Siberian Unicorn Once Lived Alongside Humans

Posted: Nov 30 2018, 8:56pm CST | by , in News | Latest Science News

 
Siberian Unicorn Once Lived Alongside Humans
Artist’s impression of Siberian unicorn. Credit: W. S. Van der Merwe/Natural History Museum

Genetic analysis shows that climate change, not humans, wiped out giant Ice Age rhinoceros.

Researchers have ruled out humans as the possible cause of extinction of giant, furry rhinoceros that appeared in the Ice Age and had a distinctive long horn on their nose.

Until now, the long-horned rhinoceros known as the Siberian unicorn were thought to have died out around 200,000 years ago, but a DNA analysis reveals that they may have survived until around 36,000 years ago, overlapping a time period in which earliest humans lived in the area.

The new study has wider significance because it not only has settled a long-standing debate about extinction of Siberian Unicorn, but it also helped reveal how Siberian unicorn were linked to their modern counterparts.

"It is unlikely that the presence of humans was the cause of extinction,” said study co-author Professor Chris Turney, climate scientist at the University of New South Wales. "The Siberian unicorn appears to have been badly hit by the start of the ice age in Eurasia when a precipitous fall in temperature led to an increase in the amount of frozen ground, reducing the tough, dry grasses it lived on and impacting populations over a vast region."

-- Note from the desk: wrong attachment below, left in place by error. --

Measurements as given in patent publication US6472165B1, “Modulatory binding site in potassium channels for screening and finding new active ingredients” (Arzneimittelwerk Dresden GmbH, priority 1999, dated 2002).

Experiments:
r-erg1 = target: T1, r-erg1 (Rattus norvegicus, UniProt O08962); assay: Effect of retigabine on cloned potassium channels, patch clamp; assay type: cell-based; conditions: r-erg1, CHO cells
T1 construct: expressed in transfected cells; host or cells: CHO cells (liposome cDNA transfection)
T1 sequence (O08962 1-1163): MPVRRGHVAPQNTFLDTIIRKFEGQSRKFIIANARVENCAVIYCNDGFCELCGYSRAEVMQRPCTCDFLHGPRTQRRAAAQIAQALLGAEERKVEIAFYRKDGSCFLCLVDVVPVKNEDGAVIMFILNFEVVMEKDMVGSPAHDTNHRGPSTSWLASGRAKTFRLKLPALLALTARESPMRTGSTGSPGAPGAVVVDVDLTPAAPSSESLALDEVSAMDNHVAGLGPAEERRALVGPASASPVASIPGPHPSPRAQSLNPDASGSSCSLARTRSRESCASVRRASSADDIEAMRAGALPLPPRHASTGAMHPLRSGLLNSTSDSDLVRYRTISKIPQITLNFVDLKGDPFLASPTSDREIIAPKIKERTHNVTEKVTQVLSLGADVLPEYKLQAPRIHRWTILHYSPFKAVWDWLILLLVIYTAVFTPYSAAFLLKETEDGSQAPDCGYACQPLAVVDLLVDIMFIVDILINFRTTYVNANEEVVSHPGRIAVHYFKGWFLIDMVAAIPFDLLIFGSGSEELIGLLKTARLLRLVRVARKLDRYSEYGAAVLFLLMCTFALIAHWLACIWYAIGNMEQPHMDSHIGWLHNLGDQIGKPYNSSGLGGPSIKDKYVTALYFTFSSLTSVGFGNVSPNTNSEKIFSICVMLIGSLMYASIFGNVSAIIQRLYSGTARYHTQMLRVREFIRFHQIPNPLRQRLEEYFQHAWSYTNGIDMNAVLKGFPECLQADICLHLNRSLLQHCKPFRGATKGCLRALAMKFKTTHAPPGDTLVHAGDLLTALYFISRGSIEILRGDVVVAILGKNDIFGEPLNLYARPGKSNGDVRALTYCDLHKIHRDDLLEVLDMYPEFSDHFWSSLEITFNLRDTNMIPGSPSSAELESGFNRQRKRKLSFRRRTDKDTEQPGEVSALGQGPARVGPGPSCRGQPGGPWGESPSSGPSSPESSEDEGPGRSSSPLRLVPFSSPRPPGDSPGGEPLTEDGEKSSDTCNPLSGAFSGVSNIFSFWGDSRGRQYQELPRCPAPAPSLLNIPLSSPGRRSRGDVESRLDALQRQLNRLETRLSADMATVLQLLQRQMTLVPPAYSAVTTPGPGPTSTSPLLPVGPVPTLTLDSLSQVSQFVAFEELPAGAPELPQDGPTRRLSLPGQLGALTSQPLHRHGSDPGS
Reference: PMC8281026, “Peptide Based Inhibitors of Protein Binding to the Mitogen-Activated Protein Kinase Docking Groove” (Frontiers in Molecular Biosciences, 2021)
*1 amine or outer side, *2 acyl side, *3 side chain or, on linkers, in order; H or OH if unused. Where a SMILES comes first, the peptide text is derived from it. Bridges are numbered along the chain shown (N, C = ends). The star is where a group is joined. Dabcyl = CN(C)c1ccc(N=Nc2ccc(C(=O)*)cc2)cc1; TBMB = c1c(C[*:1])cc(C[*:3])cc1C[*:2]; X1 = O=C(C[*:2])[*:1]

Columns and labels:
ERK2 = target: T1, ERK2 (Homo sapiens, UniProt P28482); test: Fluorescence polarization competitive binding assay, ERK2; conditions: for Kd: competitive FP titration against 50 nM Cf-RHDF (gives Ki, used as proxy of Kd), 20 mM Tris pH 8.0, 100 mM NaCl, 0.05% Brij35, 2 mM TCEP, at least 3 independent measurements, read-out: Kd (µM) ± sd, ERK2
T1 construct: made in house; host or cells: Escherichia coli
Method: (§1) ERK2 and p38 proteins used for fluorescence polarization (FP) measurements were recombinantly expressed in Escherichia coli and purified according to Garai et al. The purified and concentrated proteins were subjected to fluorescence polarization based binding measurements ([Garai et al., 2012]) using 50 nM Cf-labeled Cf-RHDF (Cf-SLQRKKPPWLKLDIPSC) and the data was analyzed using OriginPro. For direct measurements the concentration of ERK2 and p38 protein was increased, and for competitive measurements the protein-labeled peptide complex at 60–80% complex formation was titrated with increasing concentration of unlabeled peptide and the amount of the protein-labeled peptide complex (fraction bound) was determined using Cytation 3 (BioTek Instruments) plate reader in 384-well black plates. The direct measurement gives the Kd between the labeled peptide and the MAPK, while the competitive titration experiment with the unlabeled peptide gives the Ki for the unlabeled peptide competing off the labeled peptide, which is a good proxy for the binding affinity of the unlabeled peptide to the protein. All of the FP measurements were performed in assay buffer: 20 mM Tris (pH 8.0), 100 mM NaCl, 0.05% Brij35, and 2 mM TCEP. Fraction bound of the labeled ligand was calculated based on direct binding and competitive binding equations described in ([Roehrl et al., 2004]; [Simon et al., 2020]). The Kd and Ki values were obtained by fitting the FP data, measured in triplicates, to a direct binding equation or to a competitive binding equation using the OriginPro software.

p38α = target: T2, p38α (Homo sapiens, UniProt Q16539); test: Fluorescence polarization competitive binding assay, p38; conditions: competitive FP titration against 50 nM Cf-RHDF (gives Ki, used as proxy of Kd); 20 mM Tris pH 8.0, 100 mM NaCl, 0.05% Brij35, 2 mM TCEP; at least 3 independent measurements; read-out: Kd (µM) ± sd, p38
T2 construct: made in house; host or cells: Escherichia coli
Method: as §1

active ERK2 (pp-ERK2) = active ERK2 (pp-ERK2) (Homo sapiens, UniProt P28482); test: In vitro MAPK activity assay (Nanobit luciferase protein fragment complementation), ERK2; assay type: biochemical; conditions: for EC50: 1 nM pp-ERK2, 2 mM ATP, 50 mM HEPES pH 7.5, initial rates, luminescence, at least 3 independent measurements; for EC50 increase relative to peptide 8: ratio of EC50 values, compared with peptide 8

Weighing up to four tons and standing around two meters tall, Siberian unicorn (Elasmotherium sibiricum) once roamed the grasslands of Russia, Kazakhstan, Mongolia and Northern China. The animal was presumed to have become extinct well before the last Ice Age, around 200,000 years ago.

However, genetic analyses performed at the University of Adelaide's Australian Center for Ancient DNA have shown that the Siberian unicorn was the last member of a unique family of rhinos and that the species survived much later than previously believed.

In the latest study, researchers for the first time conducted DNA analysis of 23 Siberian unicorn bone specimens and found that animal may have existed at least 39,000 years ago and possibly as late as 35,000 years ago, confirming that they shared their final days with modern humans.

This new genetic evidence also dismisses the idea that the Siberian unicorn was a very close relative of the extinct woolly rhino and living Sumatran rhino. Today only five species of rhinos are left. In the past there have been as many as 250 species.

"The ancestors of the Siberian unicorn split from the ancestors of all living rhinos over 40 million years ago," said co-author Dr. Kieren Mitchell, who analyzed the DNA of the Siberian unicorn. "That makes the Siberian unicorn and the African white rhino even more distant cousins than humans are to monkeys."

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<a href="/latest_stories/all/all/47" rel="author">Hira Bashir</a>
The latest discoveries in science are the passion of Hira Bashir (). With years of experience, she is able to spot the most interesting new achievements of scientists around the world and cover them in easy to understand reporting.

 

 

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